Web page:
Some of you are probably doing the head-scratch thing and wondering, "What's a residential REIT?" A residential REIT is simply a company that owns apartment-community properties and leases out those individual apartments. The "fancy part" -- and what makes them a REIT (real-estate investment trust) -- is that in exchange for a favorably low tax rate, these companies must return at least 90% of their profits to shareholders in the form of a dividend.
Residential REITs were left in the dust this year for many of the same reasons as electric utilities: Investors were seeking high-growth, which is something you aren't going to find with apartment communities.
The reason this sector looks so appealing in 2014 is that the expectation of higher interest rates would drive on-the-fence homeowners back into renting and raise already impressive occupancy rates. Higher interest rates also have the effect of boosting apartment communities' pricing power. We've already witnessed a 60% drop-off in mortgage loan originations because of a 100-basis-point jump in the 30-year mortgage rate earlier this year, so unless interest rates move very close to a new historic low, I doubt the spoiled U.S. consumer will fuel the homebuilding sector for much longer.
The one name I'd suggest keeping an eye on here is AvalonBay Communities (NYSE:AVB), a residential REIT focused on the middle-to-upper income clientele. Through the first three quarters of the year, AvalonBay has delivered a 0.2% increase in economic occupancy rates, while rental rates have moved higher by 4.5%. Since higher rental rates lead to heftier funds from operation, Avalon has been able boost its dividend by an average of 5% over the past 13 years.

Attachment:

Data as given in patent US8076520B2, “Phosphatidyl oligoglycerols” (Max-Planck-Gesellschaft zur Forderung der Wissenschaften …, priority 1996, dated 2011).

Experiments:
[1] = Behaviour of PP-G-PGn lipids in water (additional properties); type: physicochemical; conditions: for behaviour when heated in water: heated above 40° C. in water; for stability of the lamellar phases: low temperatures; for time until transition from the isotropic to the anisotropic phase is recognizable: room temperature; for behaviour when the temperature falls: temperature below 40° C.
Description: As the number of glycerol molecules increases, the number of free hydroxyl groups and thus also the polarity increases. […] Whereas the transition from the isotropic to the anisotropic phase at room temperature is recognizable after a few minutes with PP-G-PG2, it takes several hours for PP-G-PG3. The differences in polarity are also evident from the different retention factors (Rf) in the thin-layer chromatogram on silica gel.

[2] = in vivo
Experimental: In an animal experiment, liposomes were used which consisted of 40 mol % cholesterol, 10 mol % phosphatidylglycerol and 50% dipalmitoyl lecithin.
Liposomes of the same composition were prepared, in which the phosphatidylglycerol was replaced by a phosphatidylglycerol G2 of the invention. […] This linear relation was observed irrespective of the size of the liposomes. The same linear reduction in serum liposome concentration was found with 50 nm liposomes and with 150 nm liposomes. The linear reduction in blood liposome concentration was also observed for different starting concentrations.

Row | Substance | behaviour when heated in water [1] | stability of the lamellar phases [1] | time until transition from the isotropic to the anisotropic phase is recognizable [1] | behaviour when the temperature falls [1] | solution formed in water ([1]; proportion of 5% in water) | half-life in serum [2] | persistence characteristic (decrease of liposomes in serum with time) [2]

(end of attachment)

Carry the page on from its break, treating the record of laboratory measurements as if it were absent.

Gold and silver miners
The final grouping would normally be a sector that you'd expect to be hit when interest rates rise: gold and silver miners. The unraveling of QE3 will mean less money being pumped into the economy and a presumably smaller chance for inflation, which is what gold, and to a much smaller extent silver, feed off of. By that account alone most analysts have taken a negative view on the metals market and miners moving forward. But I feel this overlooks a few key market drivers for this sector.
First, metals are still a tried-and-true market hedge in cases of market weakness. Although the U.S. economy has delivered considerably stronger-than-expected GDP growth in the third-quarter, only a hair over half of all S&P 500 companies managed to top Wall Street's sales expectations. In other words, even though profits are topping estimates, share buybacks and cost-cutting are doing the hard labor rather than organic sales growth. That could be a recipe for disaster for the markets and the perfect moment for metals and mining stocks to shine.
Another aspect I don't quite understand is why the market gives most sectors credit for their cost-cutting efforts, it remains oblivious to the fact that gold and silver miners are doing a phenomenal job of cutting back capital expenditures and lowering their operating expenses. Even with gold well off its highs, some miners are still chugging along well above their all-in sustaining costs.
Yamana finds itself at the top of the heap in practically every gold mining comparison because of its inherently low cost-structure, aided by the sale of by-product metals. In the third-quarter, Yamana reported all-in sustaining of $730 per gold-equivalent ounce, which was a 20% reduction from just the sequential quarter! Yamana is masterful when it comes to controlling costs, and it'd take another 30% to 40% tumble in gold before I'd even worry about its mining viability.
Silver Wheaton, on the other hand, isn't a miner at all so much as a royalty interest negotiator extraordinaire. Silver Wheaton offers up cash to mining companies looking to build-out or expand a mine in exchange for the rights to purchase part, or all, of the production for a fraction of the current spot price. With all of Silver Wheaton's contracts structured over the long term, and both gold and silver needing to fall 60% or more to really put Silver Wheaton's business model in jeopardy, I'd call it a good bet to rebound in 2014.
Fool contributor Sean Williams has no material interest in any companies mentioned in this article. You can follow him on CAPS under the screen name TMFUltraLong, track every pick he makes under the screen name TrackUltraLong, and check him out on Twitter, where he goes by the handle @TMFUltraLong.